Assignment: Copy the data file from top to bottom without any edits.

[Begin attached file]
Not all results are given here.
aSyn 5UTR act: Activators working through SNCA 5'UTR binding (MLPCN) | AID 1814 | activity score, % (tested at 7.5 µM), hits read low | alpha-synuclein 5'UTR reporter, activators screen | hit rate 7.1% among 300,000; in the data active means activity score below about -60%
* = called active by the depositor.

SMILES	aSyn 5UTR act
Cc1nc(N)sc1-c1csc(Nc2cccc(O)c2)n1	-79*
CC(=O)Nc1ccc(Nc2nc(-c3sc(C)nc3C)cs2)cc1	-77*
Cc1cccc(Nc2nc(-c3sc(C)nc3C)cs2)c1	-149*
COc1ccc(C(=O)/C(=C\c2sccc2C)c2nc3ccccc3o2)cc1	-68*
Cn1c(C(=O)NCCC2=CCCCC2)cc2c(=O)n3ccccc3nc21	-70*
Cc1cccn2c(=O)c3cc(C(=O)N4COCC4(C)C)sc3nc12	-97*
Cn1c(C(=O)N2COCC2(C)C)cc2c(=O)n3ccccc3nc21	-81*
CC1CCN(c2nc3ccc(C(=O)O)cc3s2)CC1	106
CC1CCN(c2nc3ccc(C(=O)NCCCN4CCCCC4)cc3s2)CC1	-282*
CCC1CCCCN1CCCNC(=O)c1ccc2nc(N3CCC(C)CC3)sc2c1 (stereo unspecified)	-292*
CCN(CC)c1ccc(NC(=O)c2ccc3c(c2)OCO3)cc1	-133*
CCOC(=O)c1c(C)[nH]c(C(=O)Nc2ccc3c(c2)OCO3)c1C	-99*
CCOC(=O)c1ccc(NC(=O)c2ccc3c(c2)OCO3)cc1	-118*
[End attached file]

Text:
Not all results are given here.
aSyn 5UTR act: Activators working through SNCA 5'UTR binding (MLPCN) | AID 1814 | activity score, % (tested at 7.5 µM), hits read low | alpha-synuclein 5'UTR reporter, activators screen | hit rate 7.1% among 300,000; in the data active means activity score below about -60%
* = called active by the depositor.

SMILES	aSyn 5UTR act
Cc1nc(N)sc1-c1csc(Nc2cccc(O)c2)n1	-79*
CC(=O)Nc1ccc(Nc2nc(-c3sc(C)nc3C)cs2)cc1	-77*
Cc1cccc(Nc2nc(-c3sc(C)nc3C)cs2)c1	-149*
COc1ccc(C(=O)/C(=C\c2sccc2C)c2nc3ccccc3o2)cc1	-68*
Cn1c(C(=O)NCCC2=CCCCC2)cc2c(=O)n3ccccc3nc21	-70*
Cc1cccn2c(=O)c3cc(C(=O)N4COCC4(C)C)sc3nc12	-97*
Cn1c(C(=O)N2COCC2(C)C)cc2c(=O)n3ccccc3nc21	-81*
CC1CCN(c2nc3ccc(C(=O)O)cc3s2)CC1	106
CC1CCN(c2nc3ccc(C(=O)NCCCN4CCCCC4)cc3s2)CC1	-282*
CCC1CCCCN1CCCNC(=O)c1ccc2nc(N3CCC(C)CC3)sc2c1 (stereo unspecified)	-292*
CCN(CC)c1ccc(NC(=O)c2ccc3c(c2)OCO3)cc1	-133*
CCOC(=O)c1c(C)[nH]c(C(=O)Nc2ccc3c(c2)OCO3)c1C	-99*
CCOC(=O)c1ccc(NC(=O)c2ccc3c(c2)OCO3)cc1	-118*